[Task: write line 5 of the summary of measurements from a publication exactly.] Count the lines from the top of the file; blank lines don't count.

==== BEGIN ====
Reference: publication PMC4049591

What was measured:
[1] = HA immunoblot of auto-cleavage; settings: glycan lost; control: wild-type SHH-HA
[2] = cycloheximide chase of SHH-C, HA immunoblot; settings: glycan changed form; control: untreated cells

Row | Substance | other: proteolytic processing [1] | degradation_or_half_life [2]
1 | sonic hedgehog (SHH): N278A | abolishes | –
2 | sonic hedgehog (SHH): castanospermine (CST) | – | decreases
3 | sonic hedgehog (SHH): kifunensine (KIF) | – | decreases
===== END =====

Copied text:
Row | Substance | other: proteolytic processing [1] | degradation_or_half_life [2]